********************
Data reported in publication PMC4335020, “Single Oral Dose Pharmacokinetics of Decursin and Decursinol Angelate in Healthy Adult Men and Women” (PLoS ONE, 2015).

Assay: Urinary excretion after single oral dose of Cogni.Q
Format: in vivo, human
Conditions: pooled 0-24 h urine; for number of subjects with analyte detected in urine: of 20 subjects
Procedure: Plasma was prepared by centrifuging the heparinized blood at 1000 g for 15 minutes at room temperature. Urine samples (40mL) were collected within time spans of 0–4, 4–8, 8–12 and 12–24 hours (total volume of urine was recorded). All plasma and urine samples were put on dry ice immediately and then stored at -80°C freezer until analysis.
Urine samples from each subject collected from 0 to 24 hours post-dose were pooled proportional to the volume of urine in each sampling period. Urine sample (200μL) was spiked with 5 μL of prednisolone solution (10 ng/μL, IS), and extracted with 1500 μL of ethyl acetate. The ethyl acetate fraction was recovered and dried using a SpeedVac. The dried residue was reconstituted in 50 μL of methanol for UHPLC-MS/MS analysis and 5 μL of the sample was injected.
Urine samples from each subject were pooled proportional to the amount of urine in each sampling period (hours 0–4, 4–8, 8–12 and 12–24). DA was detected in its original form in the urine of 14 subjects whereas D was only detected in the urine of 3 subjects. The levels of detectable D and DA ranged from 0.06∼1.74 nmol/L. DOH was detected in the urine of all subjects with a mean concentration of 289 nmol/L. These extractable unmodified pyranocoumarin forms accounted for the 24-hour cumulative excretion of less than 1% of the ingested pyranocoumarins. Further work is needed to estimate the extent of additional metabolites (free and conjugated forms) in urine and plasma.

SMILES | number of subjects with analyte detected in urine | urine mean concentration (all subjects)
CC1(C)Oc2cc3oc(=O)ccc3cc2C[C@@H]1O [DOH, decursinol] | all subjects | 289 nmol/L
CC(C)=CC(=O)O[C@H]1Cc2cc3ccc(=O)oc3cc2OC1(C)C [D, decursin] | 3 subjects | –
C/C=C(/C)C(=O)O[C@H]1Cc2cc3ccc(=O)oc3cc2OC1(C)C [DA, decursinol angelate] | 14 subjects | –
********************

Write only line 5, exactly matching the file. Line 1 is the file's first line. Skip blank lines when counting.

Procedure: Plasma was prepared by centrifuging the heparinized blood at 1000 g for 15 minutes at room temperature. Urine samples (40mL) were collected within time spans of 0–4, 4–8, 8–12 and 12–24 hours (total volume of urine was recorded). All plasma and urine samples were put on dry ice immediately and then stored at -80°C freezer until analysis.